Artist in focus - Vilas Silverton

Cross-posted from www.srichinmoycentre.org

Vilas Silverton has been a student of Sri Chinmoy for approximately two decades. He is an accomplished artist - cultivating a unique and soulful approach to ceramics. His work has been extensively displayed throughout Great Britain. In this short interview, he talks about some of his artistic inspiration.

Could you tell us a little about your art?

I specialise in Ceramics, but also enjoy painting and drawing. My ceramic work is made up mostly of figures, heads and busts of fictional characters. They come generally from my imagination but refer to artists and styles that inspire me, as well as things I see around me every day. As I am drawn to different influences over time, my work also changes. Yet there seems to be a recognisable style that pervades my output. It is not something I try to control, it just comes out that way.

This is probably because my artistic work comes from a place inside me, and this is a place I am trying to get to know better through my inner life of prayer and meditation. I have been practising meditation actively for over 20 years under the guidance of my spiritual master, Sri Chinmoy.

His approach is to base one’s practice on the spiritual heart, an energy centre in the centre of the chest. I find this to be a place of peace, stillness, love and oneness with others. It encourages a childlike simplicity and spontaneity in my life which then guides and shapes my artwork.

For yourself, what is the link between your art and your spiritual life?

For me, the link between my spirituality and art is everything. When I consciously started on my journey of self enquiry, I realised that if my art had no underlying foundation of deep conviction, it would be only a shallow attempt at producing amusing distractions.

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Although my work may appear childlike, I am not trying to be childish. I am committed to producing things that make the world a better, happier place. This conviction comes from deep inside as a result of my spiritual practice but also from seeing unhappiness, misery and suffering around me. I have no desire to comment on society or use my art as an outlet for dissatisfaction and angst. Nor am I inspired to produce representational art, i.e. drawing what I see before my eyes. I am trying to offer a positive contribution to the world by offering things of beauty that do not yet exist on earth. My works come from a realm inside my heart that is both simple and beautiful, happy and positive. It is these aspects that I try to bring to this physical world through my art and life.

To try and make things of value, I treat the making process with utmost respect. I try to meditate before working so that I am in a good space and commit to trying my best. While making I also try to keep thoughts to a minimum with no distractions from the radio or chatting with others. When I finish a session of making, I again meditate. This time I offer my gratitude for the gifts I have received, and I try to unconditionally offer my output to the earth atmosphere for its improvement and peaceful happiness.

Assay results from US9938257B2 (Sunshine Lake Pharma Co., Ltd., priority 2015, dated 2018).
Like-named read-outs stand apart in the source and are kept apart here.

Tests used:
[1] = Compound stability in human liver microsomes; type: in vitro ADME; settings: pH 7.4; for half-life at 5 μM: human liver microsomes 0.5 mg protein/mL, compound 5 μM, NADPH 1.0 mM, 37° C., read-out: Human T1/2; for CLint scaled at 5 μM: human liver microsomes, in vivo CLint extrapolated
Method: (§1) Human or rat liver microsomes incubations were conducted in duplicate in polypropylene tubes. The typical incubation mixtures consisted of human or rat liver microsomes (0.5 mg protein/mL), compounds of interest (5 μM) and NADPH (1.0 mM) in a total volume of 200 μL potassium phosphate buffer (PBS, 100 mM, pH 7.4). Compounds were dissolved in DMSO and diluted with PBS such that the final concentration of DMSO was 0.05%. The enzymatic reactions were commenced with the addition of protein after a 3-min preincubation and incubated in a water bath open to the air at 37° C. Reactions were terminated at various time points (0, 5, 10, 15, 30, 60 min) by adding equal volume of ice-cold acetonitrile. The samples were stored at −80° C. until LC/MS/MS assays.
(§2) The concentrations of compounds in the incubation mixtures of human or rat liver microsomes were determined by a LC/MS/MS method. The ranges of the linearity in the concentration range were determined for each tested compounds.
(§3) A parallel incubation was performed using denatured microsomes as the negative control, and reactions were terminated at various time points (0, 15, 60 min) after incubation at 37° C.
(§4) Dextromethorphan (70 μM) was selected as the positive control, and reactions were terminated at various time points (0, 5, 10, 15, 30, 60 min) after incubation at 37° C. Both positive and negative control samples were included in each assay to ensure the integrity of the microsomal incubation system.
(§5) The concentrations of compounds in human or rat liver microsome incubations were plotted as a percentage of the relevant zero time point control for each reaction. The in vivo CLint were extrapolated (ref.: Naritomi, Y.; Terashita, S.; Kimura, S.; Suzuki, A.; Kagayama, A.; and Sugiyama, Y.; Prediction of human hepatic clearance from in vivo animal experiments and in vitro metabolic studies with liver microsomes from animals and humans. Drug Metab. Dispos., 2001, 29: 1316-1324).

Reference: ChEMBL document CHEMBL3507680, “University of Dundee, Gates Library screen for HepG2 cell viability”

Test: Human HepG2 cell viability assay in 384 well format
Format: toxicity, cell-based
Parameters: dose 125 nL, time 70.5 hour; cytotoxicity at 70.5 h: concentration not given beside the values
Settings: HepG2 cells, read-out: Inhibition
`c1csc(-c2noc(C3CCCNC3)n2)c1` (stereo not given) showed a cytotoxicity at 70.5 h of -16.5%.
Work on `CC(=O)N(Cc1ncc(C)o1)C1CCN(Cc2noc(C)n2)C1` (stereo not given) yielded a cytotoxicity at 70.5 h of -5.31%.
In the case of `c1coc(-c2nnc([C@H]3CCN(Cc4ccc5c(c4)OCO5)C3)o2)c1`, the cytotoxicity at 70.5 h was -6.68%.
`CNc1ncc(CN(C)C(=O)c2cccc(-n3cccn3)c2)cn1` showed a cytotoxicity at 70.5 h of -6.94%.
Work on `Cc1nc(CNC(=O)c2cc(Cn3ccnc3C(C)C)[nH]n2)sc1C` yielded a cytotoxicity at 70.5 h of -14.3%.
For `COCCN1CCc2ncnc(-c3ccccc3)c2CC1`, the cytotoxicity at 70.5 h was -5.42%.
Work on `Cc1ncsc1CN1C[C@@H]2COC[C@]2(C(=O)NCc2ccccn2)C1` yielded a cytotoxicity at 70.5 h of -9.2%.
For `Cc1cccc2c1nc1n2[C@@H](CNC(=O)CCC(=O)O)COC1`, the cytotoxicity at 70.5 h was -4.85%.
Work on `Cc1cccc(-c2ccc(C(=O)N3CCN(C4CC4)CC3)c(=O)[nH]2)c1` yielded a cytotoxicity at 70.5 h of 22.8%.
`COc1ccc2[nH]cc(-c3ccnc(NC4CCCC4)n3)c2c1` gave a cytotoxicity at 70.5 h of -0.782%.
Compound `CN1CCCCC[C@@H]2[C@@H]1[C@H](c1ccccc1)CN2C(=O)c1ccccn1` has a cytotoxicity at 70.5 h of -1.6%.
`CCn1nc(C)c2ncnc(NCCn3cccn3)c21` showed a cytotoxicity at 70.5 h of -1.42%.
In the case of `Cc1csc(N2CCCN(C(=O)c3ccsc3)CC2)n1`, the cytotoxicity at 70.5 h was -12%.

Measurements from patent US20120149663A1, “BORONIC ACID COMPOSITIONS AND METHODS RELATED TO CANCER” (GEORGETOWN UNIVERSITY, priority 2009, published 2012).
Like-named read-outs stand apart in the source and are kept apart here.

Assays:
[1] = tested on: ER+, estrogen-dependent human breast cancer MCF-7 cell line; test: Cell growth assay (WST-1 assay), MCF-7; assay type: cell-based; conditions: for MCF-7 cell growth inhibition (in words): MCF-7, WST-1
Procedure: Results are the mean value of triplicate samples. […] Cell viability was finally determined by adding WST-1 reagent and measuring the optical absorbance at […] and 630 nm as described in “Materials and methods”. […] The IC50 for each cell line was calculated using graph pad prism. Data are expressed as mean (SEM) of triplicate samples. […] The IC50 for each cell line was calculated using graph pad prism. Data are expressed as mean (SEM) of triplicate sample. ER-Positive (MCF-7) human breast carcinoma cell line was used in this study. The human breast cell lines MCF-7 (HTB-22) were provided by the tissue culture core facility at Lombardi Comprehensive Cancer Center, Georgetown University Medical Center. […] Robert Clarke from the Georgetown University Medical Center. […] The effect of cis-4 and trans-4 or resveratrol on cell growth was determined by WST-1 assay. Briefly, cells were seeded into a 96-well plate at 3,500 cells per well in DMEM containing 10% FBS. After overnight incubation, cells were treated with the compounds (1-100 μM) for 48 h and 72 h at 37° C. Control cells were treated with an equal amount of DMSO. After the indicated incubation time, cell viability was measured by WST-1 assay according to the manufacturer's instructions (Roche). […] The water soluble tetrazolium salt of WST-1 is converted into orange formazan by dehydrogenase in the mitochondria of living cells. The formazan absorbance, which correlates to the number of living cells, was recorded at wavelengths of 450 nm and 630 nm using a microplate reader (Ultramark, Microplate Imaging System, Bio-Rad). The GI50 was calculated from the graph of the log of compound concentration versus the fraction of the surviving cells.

What do you hope to achieve/offer with your art?

When I have finished a piece and offered it as mentioned above, I loose my claim on it to determine its role in the world. As a result, I don’t have any set notion of what I hope to achieve with a piece. I realise that fame and fortune do not determine the value of work. For me, the only thing that matters is how successfully I have been able to translate my hearts inner cry into physical form, be it a painting, drawing or piece of ceramics. I can tell if I have been successful in this regard by the joyful feeling I get in my heart when something is good, right and true. If I can offer my goodwill to the world through my artistic output then I am more than happy and grateful for that opportunity.

Who are your main artistic influences?

My main artistic influence has to be the practice of my inner life as mentioned above.

In terms of outer influences, I grew up reading comics and watching cartoons and so I associate that type of art with happy childhood memories. I try to translate this simplicity and clarity of line into my three dimensional work in particular.

My influences in the fine art world are many and varied. For drawing skill I love Degas and Ingres, Daumier and Rembrandt. For power and emotion I love Zurbaran, Goya and Massacio. For playful inventiveness I love Miro for his capacity to transfer his creativity with integrity across Painting, printmaking, Sculpture, Ceramics and beyond.

In the world of Sculpture and ceramics, I am especially fond of the tomb figures of the Japanese Haniwa period. They have a simplicity and charm that I find fascinating and endearing. I am also fond of English 18th Century slipwares that display a warmth and humanity in decoration.

As my interest in spiritual enquiry developed, I started to look more closely at different world traditions and came to love Indian folk art. This includes the  ritual objects left under village trees and painted decorations that permeate and enrich living spaces. The themes of simplicity and devotion really capture my heart in such works and inspire me to make works that have a meaningful depth to the best of my ability.

Apart from art, what else do you enjoy doing?

Since my youth I have loved cycling and continue with the sport. Due to some long standing injuries, I have recently changed my focus from racing short distances to riding long distances. This has brought me new perspectives on dealing with life situations and is giving me satisfaction and fulfilment in taking up new challenges. In Sri Chinmoy’s spirit of self-transcendence, I am trying to ride further/faster and yet keep cheerful, positive attitude, even when things get difficult.